Optogenetic tool can control protein functions in living cells

June 19, 2014
Researchers in South Korea have developed an optogenetic-based technology that can control specific protein functions in living cells by using light—work that may have implications in future cancer cell research.

Researchers at the Institute for Basic Science's (IBS; Yuseong District, Daejeon, South Korea) Bio-imaging Research Group have developed an optogenetic-based technology that can control specific protein functions in living cells by using light—work that may have implications in future cancer cell research.

Related: Optogenetics tools address a growing range of applications

The technology, which the research team calls Light-Activated Reversible Inhibition by Assembled Trap (LARIAT), involves exposing cells to visible blue light from LED lamps, thereby forming protein clusters within the cells and allowing the target proteins trapped inside to inactivate protein functions.

Related: Blue light prompts protein clustering and, in turn, advances optogenetics

The research group, led by Won Do Heo, both a group leader from the Center for Cognition and Sociality and a professor at the College of Life Science and Bioengineering at the Korea Advanced Institute of Science and Technology (KAIST), has found that this technology allows scientists to inactivate critical biological phenomena, including cell migration and cell division, by using only lights, and without the assistance of chemical drug treatments or genetic modification. The whole process can be managed by simply changing the lighting to which the cell is exposed.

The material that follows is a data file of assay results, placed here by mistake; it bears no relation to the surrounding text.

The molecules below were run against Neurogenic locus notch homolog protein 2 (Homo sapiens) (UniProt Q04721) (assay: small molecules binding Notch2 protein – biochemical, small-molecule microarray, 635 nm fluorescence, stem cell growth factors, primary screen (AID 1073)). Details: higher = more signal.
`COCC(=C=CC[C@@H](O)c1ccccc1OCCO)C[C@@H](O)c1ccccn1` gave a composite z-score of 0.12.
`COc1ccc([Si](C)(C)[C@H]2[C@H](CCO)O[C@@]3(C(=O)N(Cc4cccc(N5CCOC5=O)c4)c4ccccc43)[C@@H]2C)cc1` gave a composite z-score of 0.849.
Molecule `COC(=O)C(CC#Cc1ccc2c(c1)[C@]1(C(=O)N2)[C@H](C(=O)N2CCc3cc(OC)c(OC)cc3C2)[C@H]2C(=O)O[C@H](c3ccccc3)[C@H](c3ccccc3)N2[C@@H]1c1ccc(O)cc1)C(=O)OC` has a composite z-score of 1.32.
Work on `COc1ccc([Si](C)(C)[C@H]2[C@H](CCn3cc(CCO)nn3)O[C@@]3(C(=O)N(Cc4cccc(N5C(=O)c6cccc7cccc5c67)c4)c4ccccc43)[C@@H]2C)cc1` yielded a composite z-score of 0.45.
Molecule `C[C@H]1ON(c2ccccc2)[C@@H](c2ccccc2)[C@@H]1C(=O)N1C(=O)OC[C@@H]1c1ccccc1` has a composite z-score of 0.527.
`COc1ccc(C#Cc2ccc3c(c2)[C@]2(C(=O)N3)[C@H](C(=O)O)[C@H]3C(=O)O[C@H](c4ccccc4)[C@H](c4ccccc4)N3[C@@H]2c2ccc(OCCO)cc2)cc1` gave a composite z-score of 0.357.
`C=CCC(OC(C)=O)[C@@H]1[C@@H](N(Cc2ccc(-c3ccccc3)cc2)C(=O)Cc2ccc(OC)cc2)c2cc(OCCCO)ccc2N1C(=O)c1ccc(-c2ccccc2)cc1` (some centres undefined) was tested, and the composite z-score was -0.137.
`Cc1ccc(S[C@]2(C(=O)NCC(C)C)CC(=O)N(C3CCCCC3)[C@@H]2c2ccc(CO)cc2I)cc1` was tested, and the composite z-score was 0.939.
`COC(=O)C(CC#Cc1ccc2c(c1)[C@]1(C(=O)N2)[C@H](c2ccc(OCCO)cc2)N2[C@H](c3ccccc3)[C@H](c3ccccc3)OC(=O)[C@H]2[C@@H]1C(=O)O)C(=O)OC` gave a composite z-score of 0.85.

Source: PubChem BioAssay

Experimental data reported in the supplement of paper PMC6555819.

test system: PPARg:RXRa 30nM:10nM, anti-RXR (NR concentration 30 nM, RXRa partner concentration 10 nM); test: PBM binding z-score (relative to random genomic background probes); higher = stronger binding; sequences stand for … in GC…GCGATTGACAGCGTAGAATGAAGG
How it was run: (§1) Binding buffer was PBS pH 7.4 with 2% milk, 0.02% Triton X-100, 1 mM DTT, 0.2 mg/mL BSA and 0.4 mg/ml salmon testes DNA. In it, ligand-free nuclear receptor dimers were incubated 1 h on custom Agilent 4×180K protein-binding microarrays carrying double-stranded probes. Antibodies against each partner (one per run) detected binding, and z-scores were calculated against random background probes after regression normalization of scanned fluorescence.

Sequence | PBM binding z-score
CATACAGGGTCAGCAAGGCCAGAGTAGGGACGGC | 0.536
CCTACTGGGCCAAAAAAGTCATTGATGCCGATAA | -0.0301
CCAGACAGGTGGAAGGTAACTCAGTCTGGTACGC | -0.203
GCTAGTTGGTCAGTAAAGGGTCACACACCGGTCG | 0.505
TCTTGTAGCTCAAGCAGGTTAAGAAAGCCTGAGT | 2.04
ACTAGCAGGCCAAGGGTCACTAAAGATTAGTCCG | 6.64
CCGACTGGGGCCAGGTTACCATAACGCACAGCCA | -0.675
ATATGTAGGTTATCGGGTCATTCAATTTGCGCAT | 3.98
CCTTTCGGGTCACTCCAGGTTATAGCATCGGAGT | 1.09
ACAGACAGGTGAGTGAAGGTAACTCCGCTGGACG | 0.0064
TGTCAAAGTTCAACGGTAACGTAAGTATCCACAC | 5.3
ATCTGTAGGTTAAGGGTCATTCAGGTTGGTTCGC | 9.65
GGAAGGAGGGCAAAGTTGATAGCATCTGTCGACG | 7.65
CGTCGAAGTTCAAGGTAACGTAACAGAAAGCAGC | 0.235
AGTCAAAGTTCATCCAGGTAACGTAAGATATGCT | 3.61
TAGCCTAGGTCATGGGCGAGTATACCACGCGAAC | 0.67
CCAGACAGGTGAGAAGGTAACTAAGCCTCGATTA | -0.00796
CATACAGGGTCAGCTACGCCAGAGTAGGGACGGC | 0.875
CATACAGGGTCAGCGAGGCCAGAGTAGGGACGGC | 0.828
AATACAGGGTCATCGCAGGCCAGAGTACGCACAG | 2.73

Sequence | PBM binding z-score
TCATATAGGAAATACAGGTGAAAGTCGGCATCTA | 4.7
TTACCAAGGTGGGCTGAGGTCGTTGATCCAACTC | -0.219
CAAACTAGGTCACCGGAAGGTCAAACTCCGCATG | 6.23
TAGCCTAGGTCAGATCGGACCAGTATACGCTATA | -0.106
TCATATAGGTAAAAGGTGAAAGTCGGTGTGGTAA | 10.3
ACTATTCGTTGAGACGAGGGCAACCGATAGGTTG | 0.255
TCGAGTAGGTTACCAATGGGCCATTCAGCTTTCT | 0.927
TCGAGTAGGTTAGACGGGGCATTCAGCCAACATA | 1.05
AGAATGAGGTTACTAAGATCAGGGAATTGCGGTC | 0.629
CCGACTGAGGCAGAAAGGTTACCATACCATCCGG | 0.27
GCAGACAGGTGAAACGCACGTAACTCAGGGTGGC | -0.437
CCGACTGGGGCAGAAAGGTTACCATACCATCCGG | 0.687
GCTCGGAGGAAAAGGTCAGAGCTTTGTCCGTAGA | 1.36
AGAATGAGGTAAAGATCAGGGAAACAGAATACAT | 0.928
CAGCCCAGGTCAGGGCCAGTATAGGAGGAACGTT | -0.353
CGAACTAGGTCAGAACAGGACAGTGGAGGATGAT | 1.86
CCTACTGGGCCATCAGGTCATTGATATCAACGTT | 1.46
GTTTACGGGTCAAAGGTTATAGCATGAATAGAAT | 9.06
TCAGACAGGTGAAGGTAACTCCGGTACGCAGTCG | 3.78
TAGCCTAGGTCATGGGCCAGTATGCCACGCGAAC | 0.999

Prof. Won Do Heo

The researchers are hoping that this technology, which could make it possible to cease cell division, can be applied in future cancer cell and signal transduction research.

“We are already conducting research on the spread of cancer, as well as brain science in animal models with the LARIAT,” Prof. Heo says. “I believe this technology will be a breakthrough in investigating cancer treatments and the function of neurons in a complex neural network, which existing technologies have not been able to do.”

Full details of the work appear in the journal Nature Methods; for more information, please visit http://dx.doi.org/10.1038/nmeth.2940.

-----

Don't miss Strategies in Biophotonics, a conference and exhibition dedicated to development and commercialization of bio-optics and biophotonics technologies!

Follow us on Twitter, 'like' us on Facebook, and join our group on LinkedIn

Subscribe now to BioOptics World magazine; it's free!

About the Author

BioOptics World Editors

We edited the content of this article, which was contributed by outside sources, to fit our style and substance requirements. (Editor’s Note: BioOptics World has folded as a brand and is now part of Laser Focus World, effective in 2022.)

Sponsored Recommendations

Request a free Micro 3D Printed sample part

April 11, 2024
The best way to understand the part quality we can achieve is by seeing it first-hand. Request a free 3D printed high-precision sample part.

How to Tune Servo Systems: The Basics

April 10, 2024
Learn how to tune a servo system using frequency-based tools to meet system specifications by watching our webinar!

Motion Scan and Data Collection Methods for Electro-Optic System Testing

April 10, 2024
Learn how different scanning patterns and approaches can be used in measuring an electro-optic sensor performance, by reading our whitepaper here!

How Precision Motion Systems are Shaping the Future of Semiconductor Manufacturing

March 28, 2024
This article highlights the pivotal role precision motion systems play in supporting the latest semiconductor manufacturing trends.

Voice your opinion!

To join the conversation, and become an exclusive member of Laser Focus World, create an account today!